Kadi Kraman

Code Sharing Between Web and React Native



Bonjour. I'm Kadi Kraman, I work at Expo, and today I'm excited to talk to you about code sharing between web and native. So, for as long as I've been a React Native developer, which is several years now, there's always been this discussion about sharing code, sharing code between web and React Native.

Why are we so interested in code sharing in the first place? Well, if we look at the trend in the past decade from the so-called smartphone era, what's happened is the amount of time people spend online has increased overall, but in particular, it's shifted towards mobile usage. People spend more time online on their phones than they do on their desktops.

Moreover, when we look at what people actually do on their mobile phones, they strongly prefer using real native apps. So, only 10% of time using a mobile phone do people use on mobile web. And this tells us that mobile web is not enough for most smartphone users.

So, as a company, as a person looking to create your next online presence, really, you don't have too much of a choice between mobile and web. You kind of need to provide for both or risk alienating half of your user base. In a lot of cases, though, there is a significant amount of overlap in the feature set between web and native.

So, for example, for Spotify desktop, web and mobile, they all do the same thing. So, as a developer, it is very tempting and desirable to be able to build features once and run them on multiple platforms. Now, as React Native developers, we are in luck when it comes to code sharing, because we can already do it.

Always bet on JavaScript, right? With React Native, we are already building for two totally different platforms, a native iOS and a native Android app. And with React Native web, we can also build for the browser.

So, code sharing for us is already possible. It's really the nuance that needs work. When I say the nuance, I'm talking about things that can't be shared.

So, because we're writing JavaScript, we can run it on a browser with React. We can run it on a native environment with React Native, and we can run it on a server with Node. But there are areas on each of these platforms that can't be shared, such as accessing the browser window on the web, adding secrets on a server, or using mobile-specific features like haptics on mobile.

So, I'll put together my code sharing wish list. I want a single code base. So, not a monorepo, not an internal package.

I want to be able to build and deploy my code separately for each platform. I want to still be able to access all of my platform-specific capabilities, like haptics or native. And I want my app and website to look and feel befitting to a platform.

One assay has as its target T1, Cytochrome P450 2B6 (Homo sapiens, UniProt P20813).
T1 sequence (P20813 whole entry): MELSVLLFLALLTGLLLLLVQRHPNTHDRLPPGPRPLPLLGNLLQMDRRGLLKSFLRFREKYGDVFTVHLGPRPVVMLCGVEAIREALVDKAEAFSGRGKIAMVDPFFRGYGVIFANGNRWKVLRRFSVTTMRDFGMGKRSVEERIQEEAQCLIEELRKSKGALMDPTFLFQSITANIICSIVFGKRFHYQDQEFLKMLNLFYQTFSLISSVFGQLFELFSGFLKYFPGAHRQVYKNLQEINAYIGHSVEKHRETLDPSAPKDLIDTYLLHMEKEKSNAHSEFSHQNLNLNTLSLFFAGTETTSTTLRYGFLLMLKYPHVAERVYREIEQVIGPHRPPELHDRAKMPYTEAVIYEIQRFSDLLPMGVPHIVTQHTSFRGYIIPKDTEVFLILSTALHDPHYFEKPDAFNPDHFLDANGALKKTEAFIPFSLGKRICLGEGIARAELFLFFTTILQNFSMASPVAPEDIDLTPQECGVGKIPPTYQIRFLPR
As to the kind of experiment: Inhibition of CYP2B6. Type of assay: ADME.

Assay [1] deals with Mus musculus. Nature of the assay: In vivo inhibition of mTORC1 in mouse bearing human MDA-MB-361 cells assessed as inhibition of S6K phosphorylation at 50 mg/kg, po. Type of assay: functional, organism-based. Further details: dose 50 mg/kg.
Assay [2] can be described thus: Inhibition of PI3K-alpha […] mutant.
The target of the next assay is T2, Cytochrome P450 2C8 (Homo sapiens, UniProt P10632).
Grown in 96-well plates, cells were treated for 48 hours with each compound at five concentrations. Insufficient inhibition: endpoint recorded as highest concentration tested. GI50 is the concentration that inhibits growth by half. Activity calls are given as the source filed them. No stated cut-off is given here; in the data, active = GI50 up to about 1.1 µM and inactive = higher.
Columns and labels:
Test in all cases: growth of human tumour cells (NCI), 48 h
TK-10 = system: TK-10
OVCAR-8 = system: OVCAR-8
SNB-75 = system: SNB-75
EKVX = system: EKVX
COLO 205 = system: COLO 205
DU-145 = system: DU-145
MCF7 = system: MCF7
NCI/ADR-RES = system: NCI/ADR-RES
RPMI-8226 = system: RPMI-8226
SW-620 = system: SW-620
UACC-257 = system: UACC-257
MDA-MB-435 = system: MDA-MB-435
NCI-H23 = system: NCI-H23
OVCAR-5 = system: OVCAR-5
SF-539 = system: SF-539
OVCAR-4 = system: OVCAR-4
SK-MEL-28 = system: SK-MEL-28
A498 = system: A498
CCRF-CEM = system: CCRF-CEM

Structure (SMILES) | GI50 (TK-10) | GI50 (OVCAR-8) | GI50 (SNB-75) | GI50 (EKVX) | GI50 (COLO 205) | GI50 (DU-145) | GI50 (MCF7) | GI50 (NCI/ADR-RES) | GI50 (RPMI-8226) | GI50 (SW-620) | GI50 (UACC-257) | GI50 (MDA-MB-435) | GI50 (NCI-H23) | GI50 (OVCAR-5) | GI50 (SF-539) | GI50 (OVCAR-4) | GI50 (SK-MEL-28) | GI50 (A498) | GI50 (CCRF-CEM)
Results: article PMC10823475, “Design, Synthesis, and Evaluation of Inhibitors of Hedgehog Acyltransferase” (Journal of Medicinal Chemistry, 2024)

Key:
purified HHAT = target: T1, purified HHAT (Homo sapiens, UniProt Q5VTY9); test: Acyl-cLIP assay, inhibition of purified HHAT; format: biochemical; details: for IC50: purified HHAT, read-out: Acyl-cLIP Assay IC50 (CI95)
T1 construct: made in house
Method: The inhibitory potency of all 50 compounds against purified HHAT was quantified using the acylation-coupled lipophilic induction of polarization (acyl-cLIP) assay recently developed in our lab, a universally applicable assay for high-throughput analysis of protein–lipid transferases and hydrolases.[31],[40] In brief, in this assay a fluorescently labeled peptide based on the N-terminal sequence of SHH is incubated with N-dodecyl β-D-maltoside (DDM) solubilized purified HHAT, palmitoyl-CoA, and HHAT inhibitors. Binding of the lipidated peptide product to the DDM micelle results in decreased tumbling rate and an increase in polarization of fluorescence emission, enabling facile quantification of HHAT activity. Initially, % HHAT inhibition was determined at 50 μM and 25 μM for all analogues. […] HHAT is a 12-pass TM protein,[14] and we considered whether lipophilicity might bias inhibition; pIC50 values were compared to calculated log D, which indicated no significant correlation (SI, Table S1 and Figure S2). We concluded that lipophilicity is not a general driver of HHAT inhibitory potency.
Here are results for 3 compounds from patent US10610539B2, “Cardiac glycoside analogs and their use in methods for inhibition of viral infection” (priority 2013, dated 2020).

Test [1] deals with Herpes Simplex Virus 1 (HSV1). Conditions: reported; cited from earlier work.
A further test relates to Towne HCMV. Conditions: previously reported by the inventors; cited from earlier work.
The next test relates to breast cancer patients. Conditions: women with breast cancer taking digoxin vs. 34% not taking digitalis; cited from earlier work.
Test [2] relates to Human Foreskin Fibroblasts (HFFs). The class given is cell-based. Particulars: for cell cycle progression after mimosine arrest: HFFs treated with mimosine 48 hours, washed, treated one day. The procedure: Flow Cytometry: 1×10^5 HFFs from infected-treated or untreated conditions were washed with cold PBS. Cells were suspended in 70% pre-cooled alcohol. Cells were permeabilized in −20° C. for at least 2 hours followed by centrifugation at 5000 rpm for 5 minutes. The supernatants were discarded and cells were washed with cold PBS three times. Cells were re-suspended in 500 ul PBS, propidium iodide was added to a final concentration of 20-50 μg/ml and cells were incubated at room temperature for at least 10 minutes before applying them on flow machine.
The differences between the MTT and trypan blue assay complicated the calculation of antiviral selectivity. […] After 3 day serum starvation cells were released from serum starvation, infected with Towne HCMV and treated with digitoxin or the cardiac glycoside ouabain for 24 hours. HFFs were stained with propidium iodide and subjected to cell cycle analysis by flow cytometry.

And finally, I want to be able to easily link between my web and native apps. Now, let's see how ExpoRooter v3 can make my code sharing dreams become a reality. On a very high level, ExpoRooter is an open source package, and it's a file-based routing for React Native.

If you've ever used something like Next.js, you're probably already familiar with file-based routing. But let me show you by example how the same thing can work for React Native. Here, I have a pretty straightforward user flow.

I have a stack of two screens, a home screen and a product screen. And when I click on view product, I'm going to open the product screen. With React Navigation, it would look something like this.

I'll define my two screens, a product screen and a home screen, and I'll have my app.tsx. For a React Navigation project, your app.tsx is the main entry point for your application. So, this is where I define the navigation container, the stack navigator, and I also describe how I want my screen to be laid out. So, in this case, in a stack.

This is how the same app would look like with ExpoRooter. Notice that we no longer have an app.tsx. Instead, we have an app folder, and this app folder will be the root of our file-based routing. We've also created our two pages.

So, we have our index page, which will map to the index route, and we have our product page, which will map to the product route. You'll notice that there is one more file there, and that is the layout file. And layout files are really the key to what makes file-based routing possible for native apps.

In this layout, I'm importing stack from ExpoRooter, and I'm defining that I want all the routes in this folder to be rendered in a stack. Notice that unlike with React Navigation, I'm not listing out all of my screens, because that information is already given to us by the file base. In most cases, however, you would actually end up listing the screens, not to list out what needs to be in the stack, but to provide additional options.